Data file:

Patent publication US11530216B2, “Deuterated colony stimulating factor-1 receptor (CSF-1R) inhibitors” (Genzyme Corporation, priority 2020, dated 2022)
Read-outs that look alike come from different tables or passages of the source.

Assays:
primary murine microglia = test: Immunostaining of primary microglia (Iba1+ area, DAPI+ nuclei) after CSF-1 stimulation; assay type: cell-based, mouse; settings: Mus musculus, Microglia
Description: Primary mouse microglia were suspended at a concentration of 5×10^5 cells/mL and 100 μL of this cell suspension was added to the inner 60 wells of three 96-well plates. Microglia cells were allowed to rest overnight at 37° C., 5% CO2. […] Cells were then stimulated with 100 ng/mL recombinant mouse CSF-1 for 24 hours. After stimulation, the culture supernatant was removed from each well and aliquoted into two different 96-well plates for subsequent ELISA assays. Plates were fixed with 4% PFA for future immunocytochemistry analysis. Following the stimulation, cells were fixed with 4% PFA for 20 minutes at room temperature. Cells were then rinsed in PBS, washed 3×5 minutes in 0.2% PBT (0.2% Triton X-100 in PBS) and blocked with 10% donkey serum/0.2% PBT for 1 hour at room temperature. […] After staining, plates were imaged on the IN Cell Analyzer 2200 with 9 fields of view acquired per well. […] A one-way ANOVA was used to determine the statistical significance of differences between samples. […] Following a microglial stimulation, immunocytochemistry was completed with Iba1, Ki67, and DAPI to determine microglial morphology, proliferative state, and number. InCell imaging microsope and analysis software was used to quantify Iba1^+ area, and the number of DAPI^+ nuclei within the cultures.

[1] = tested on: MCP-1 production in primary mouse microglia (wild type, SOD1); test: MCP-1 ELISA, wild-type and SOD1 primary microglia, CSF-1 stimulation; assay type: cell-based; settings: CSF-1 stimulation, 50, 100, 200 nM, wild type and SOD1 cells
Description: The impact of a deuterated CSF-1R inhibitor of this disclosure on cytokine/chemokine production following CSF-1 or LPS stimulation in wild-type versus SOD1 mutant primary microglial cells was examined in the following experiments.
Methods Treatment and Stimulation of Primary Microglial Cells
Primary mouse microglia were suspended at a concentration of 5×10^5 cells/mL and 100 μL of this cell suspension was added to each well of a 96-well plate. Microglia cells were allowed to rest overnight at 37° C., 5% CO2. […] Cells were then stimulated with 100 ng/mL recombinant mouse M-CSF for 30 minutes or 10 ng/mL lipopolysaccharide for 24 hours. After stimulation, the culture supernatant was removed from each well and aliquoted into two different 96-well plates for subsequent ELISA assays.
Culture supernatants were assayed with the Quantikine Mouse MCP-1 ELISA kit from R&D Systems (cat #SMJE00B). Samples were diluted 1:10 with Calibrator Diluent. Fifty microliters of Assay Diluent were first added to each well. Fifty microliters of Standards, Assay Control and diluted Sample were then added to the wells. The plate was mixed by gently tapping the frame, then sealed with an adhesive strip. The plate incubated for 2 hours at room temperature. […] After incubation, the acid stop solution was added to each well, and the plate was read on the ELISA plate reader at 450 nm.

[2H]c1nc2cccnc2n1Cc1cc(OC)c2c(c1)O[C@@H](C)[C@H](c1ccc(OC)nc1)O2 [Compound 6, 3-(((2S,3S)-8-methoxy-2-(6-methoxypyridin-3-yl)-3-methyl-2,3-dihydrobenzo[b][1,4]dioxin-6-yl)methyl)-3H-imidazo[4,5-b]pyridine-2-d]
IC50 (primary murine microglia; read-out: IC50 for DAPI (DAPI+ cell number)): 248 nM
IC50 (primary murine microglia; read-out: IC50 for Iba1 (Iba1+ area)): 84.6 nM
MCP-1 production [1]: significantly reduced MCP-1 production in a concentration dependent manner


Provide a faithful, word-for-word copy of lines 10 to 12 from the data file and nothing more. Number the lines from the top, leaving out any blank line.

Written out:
Culture supernatants were assayed with the Quantikine Mouse MCP-1 ELISA kit from R&D Systems (cat #SMJE00B). Samples were diluted 1:10 with Calibrator Diluent. Fifty microliters of Assay Diluent were first added to each well. Fifty microliters of Standards, Assay Control and diluted Sample were then added to the wells. The plate was mixed by gently tapping the frame, then sealed with an adhesive strip. The plate incubated for 2 hours at room temperature. […] After incubation, the acid stop solution was added to each well, and the plate was read on the ELISA plate reader at 450 nm.

[2H]c1nc2cccnc2n1Cc1cc(OC)c2c(c1)O[C@@H](C)[C@H](c1ccc(OC)nc1)O2 [Compound 6, 3-(((2S,3S)-8-methoxy-2-(6-methoxypyridin-3-yl)-3-methyl-2,3-dihydrobenzo[b][1,4]dioxin-6-yl)methyl)-3H-imidazo[4,5-b]pyridine-2-d]
IC50 (primary murine microglia; read-out: IC50 for DAPI (DAPI+ cell number)): 248 nM